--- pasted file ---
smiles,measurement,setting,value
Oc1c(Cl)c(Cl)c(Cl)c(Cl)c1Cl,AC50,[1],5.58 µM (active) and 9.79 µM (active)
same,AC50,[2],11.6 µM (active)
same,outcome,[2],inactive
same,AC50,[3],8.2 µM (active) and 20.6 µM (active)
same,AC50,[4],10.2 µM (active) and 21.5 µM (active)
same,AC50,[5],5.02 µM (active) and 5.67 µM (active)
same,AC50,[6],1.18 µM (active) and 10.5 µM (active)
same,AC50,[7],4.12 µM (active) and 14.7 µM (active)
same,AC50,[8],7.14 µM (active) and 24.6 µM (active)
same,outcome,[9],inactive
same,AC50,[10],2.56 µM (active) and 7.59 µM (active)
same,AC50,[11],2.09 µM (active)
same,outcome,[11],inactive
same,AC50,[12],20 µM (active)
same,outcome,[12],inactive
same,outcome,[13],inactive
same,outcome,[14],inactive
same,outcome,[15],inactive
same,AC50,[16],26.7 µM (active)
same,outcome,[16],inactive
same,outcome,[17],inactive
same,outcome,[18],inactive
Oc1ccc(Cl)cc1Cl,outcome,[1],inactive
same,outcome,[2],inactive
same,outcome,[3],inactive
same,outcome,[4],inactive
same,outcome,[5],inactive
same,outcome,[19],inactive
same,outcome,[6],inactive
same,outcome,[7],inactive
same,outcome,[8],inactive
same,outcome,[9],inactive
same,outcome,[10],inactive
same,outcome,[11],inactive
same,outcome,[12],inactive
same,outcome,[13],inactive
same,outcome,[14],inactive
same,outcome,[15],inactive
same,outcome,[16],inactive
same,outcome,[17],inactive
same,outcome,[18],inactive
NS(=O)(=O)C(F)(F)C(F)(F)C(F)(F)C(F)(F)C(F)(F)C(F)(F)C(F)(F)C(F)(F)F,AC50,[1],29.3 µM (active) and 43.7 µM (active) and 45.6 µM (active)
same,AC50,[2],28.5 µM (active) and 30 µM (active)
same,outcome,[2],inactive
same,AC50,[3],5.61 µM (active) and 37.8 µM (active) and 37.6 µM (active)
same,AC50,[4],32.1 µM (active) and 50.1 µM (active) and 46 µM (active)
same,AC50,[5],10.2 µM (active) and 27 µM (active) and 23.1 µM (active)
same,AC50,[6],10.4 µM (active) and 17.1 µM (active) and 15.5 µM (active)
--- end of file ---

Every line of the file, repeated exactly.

smiles,measurement,setting,value
Oc1c(Cl)c(Cl)c(Cl)c(Cl)c1Cl,AC50,[1],5.58 µM (active) and 9.79 µM (active)
same,AC50,[2],11.6 µM (active)
same,outcome,[2],inactive
same,AC50,[3],8.2 µM (active) and 20.6 µM (active)
same,AC50,[4],10.2 µM (active) and 21.5 µM (active)
same,AC50,[5],5.02 µM (active) and 5.67 µM (active)
same,AC50,[6],1.18 µM (active) and 10.5 µM (active)
same,AC50,[7],4.12 µM (active) and 14.7 µM (active)
same,AC50,[8],7.14 µM (active) and 24.6 µM (active)
same,outcome,[9],inactive
same,AC50,[10],2.56 µM (active) and 7.59 µM (active)
same,AC50,[11],2.09 µM (active)
same,outcome,[11],inactive
same,AC50,[12],20 µM (active)
same,outcome,[12],inactive
same,outcome,[13],inactive
same,outcome,[14],inactive
same,outcome,[15],inactive
same,AC50,[16],26.7 µM (active)
same,outcome,[16],inactive
same,outcome,[17],inactive
same,outcome,[18],inactive
Oc1ccc(Cl)cc1Cl,outcome,[1],inactive
same,outcome,[2],inactive
same,outcome,[3],inactive
same,outcome,[4],inactive
same,outcome,[5],inactive
same,outcome,[19],inactive
same,outcome,[6],inactive
same,outcome,[7],inactive
same,outcome,[8],inactive
same,outcome,[9],inactive
same,outcome,[10],inactive
same,outcome,[11],inactive
same,outcome,[12],inactive
same,outcome,[13],inactive
same,outcome,[14],inactive
same,outcome,[15],inactive
same,outcome,[16],inactive
same,outcome,[17],inactive
same,outcome,[18],inactive
NS(=O)(=O)C(F)(F)C(F)(F)C(F)(F)C(F)(F)C(F)(F)C(F)(F)C(F)(F)C(F)(F)F,AC50,[1],29.3 µM (active) and 43.7 µM (active) and 45.6 µM (active)
same,AC50,[2],28.5 µM (active) and 30 µM (active)
same,outcome,[2],inactive
same,AC50,[3],5.61 µM (active) and 37.8 µM (active) and 37.6 µM (active)
same,AC50,[4],32.1 µM (active) and 50.1 µM (active) and 46 µM (active)
same,AC50,[5],10.2 µM (active) and 27 µM (active) and 23.1 µM (active)
same,AC50,[6],10.4 µM (active) and 17.1 µM (active) and 15.5 µM (active)